USA — West coast regional insurer CIG shares five fire safety tips after the one-year anniversary of the San Diego fires, which caused the largest evacuation in California’s history and destroyed at least 1,500 homes. Fortunately, each one of CIG’s homeowner clients that were affected by the 2007 San Diego fires have rebuilt or are in the process of rebuilding their homes.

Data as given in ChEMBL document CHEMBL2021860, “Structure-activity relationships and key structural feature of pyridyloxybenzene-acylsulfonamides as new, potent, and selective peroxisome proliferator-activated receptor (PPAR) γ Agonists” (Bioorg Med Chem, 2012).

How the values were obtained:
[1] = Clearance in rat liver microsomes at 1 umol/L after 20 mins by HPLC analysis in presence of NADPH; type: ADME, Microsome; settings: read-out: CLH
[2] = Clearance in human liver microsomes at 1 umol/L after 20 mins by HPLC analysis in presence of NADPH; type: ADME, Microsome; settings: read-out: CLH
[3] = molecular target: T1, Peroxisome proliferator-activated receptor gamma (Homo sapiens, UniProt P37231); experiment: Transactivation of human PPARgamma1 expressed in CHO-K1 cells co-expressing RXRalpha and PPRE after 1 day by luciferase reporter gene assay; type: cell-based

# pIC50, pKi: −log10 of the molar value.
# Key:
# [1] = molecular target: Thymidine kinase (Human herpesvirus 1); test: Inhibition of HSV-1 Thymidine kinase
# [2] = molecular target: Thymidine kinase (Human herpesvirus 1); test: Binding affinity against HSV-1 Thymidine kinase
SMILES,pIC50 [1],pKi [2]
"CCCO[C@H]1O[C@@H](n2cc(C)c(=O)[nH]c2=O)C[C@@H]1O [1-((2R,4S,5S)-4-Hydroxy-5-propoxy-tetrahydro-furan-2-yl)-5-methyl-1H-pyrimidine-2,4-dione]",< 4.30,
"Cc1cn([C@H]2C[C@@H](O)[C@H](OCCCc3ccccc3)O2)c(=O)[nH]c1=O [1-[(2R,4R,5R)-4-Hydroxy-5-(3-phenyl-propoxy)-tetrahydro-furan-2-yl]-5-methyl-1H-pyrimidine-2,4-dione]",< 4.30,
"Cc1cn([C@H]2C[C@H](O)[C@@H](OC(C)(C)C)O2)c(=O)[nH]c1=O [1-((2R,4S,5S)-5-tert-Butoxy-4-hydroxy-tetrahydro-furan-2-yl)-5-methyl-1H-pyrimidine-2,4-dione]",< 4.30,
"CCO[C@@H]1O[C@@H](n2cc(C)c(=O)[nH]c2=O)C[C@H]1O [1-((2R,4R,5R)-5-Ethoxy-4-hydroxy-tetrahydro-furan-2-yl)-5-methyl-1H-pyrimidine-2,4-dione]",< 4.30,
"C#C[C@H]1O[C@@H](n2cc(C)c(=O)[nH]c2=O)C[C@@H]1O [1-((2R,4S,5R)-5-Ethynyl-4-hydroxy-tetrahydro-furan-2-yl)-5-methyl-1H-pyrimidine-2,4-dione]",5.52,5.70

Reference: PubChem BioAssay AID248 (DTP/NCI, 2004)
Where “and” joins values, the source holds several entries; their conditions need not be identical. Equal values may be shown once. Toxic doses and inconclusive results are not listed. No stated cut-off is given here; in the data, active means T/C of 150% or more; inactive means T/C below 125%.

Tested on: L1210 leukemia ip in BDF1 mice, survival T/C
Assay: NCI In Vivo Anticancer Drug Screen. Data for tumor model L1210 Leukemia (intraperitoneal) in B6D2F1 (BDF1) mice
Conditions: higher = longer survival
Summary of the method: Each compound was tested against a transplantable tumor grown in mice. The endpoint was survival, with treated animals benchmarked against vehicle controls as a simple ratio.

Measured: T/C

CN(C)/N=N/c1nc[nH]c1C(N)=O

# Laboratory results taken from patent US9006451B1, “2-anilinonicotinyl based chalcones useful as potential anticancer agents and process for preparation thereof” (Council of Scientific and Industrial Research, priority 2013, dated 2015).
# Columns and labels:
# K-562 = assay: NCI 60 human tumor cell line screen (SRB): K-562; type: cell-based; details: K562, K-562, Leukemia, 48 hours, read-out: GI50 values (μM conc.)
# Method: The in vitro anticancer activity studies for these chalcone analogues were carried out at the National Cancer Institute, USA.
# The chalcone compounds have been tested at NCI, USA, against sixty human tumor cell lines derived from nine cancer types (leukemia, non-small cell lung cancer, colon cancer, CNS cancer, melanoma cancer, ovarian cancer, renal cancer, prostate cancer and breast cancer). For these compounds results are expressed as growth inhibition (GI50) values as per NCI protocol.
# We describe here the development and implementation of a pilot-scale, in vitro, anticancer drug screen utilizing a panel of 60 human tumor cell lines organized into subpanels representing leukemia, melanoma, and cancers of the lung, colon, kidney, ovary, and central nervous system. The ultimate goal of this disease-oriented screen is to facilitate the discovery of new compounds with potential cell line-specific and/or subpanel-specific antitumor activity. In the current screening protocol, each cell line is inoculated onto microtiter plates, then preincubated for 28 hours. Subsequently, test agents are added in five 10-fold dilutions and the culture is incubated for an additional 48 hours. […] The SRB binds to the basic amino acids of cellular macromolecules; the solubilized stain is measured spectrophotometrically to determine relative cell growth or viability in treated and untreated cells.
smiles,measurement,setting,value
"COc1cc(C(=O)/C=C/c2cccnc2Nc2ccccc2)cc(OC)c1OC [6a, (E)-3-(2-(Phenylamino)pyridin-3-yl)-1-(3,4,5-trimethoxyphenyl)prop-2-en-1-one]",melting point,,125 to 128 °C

In the event of a loss, CIG pays up to twice the insured value of the home, if that’s what it actually costs to rebuild (see Think Twice coverage athttp://www.cig-home.com). Its FastTrack Claim Center provides its policy clients with quick recovery assistance. The Larsons and Wagners of Rancho Bernardo were two of the first families to receive permits to rebuild their homes in San Diego County. “I really appreciate CIG,” said Ralph Wagner. “I know a lot of people who lost their homes in the fires and had nightmarish experiences with their insurance companies. I’ve recommended CIG to all of them.” Both families found themselves in fortuitous situations when CIG responded quickly to their claims and with more money than they had expected. Earlier this year, CIG became the first home insurer to endorse the California Department of Insurance legal opinion supporting homeowners’ rights to purchase an already built home at a new location using replacement cost insurance coverage. In commemoration of the fires, and to promote fire safety, CIG is issuing fire safety tips for homeowners. “Fire season has started again, and we want to remind homeowners that this is also the season to take precautions for our safety,” said CIG President Peter Cazzolla. “Our five tips will help homeowners prevent a fire or respond to one.” The following tips offered by CIG are meant to supplement other necessary tools and actions to increase fire safety, such as smoke detectors and alarms, sprinklers, escape-route planning, extinguishers, and fire blankets. 1. Defend your space. Prevent a fire from spreading into your property by maintaining a clear, defensible space around your home. Fire-conscious landscaping will stop a fire. Choose ice plants and burn-resistant ground cover. Trim back encroaching trees and bushes. Clear dry brush. Clearance to 100 feet dramatically increases the chance of a house surviving a wildfire. 2. Put it out quickly. Fill a light metal bucket with sand and keep next to ovens, barbeques, and other areas where fires can occur. Dump sand on a fire to starve it of oxygen. Oil fires are resistant to water, so a fire sand bucket may be the only way to put out the fire. Add fire extinguishers for the garage, kitchen or laundry room. 3. Don’t get locked in. Have a plan for getting out of every spot in the house in the event of a fire. Practice your evacuation routes and designate a spot to meet on the outside. Make sure that locks and security bars include a quick-release device so they can be opened immediately from the inside. Get out quickly and leave the house unlocked to make it easier for firefighters to enter. 4. Open doors carefully. If smoke is filling the room, keep your head down and use a wet hand towel to cover your mouth and eyes. Move quickly or crawl under the smoke. Don’t go through doors before checking for heat between the door and its frame. Use the back of your hand to touch a doorknob first. Don’t just grab it. If you sense there’s heat on the other side, don’t open the door. Look for an alternate escape route. If the door is fairly cool, still use caution when opening it. Open slowly, and if any heat or smoke comes out, close it quickly and securely and proceed to another route. 5. Call for help. Call 9-1-1 or your local emergency number. Once you’re outside, take a head count. Alert the firefighters if someone’s missing. DO NOT go back into the house. They are well trained and equipped to rescue people safely. Most local fire and public safety departments offer information and assistance in preparing your family and your home for a fire emergency. Safety professionals may also offer advice and walk-through audits to reduce your fire risk and secure your home with fire safety devices. About CIG CIG is the Capital Insurance Group(R), a 110-year-old property and casualty insurer serving the Western U.S. states of California, Oregon, Nevada, Arizona and Washington. The company is rated ‘A’ (Excellent) by A.M. Best, the independent financial monitor of the insurance industry. CIG manages personal, business and agriculture risks underwritten by its four affiliates: California Capital Insurance Company, Eagle West Insurance Company, Nevada Capital Insurance Company, and Monterey Insurance Company. Types of policies may vary from state to state.